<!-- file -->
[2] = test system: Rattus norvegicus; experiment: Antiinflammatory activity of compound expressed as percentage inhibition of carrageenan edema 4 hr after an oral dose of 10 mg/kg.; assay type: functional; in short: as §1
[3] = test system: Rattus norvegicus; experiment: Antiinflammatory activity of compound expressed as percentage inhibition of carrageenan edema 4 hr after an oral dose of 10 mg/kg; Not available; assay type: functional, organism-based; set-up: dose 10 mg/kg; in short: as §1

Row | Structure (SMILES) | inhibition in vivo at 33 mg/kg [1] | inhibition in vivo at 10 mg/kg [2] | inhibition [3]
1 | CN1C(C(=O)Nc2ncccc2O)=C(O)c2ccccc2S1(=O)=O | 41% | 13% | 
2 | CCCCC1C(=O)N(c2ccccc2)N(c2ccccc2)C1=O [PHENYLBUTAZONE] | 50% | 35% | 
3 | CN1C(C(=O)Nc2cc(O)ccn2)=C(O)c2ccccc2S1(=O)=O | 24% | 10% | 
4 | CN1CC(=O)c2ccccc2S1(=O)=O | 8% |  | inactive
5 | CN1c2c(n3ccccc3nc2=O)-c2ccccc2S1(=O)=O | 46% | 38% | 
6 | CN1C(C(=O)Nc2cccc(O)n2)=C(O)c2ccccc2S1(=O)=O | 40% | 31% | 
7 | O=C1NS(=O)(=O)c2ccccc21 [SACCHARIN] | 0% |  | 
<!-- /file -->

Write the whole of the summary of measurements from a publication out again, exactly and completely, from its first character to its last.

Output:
[2] = test system: Rattus norvegicus; experiment: Antiinflammatory activity of compound expressed as percentage inhibition of carrageenan edema 4 hr after an oral dose of 10 mg/kg.; assay type: functional; in short: as §1
[3] = test system: Rattus norvegicus; experiment: Antiinflammatory activity of compound expressed as percentage inhibition of carrageenan edema 4 hr after an oral dose of 10 mg/kg; Not available; assay type: functional, organism-based; set-up: dose 10 mg/kg; in short: as §1

Row | Structure (SMILES) | inhibition in vivo at 33 mg/kg [1] | inhibition in vivo at 10 mg/kg [2] | inhibition [3]
1 | CN1C(C(=O)Nc2ncccc2O)=C(O)c2ccccc2S1(=O)=O | 41% | 13% | 
2 | CCCCC1C(=O)N(c2ccccc2)N(c2ccccc2)C1=O [PHENYLBUTAZONE] | 50% | 35% | 
3 | CN1C(C(=O)Nc2cc(O)ccn2)=C(O)c2ccccc2S1(=O)=O | 24% | 10% | 
4 | CN1CC(=O)c2ccccc2S1(=O)=O | 8% |  | inactive
5 | CN1c2c(n3ccccc3nc2=O)-c2ccccc2S1(=O)=O | 46% | 38% | 
6 | CN1C(C(=O)Nc2cccc(O)n2)=C(O)c2ccccc2S1(=O)=O | 40% | 31% | 
7 | O=C1NS(=O)(=O)c2ccccc21 [SACCHARIN] | 0% |  | 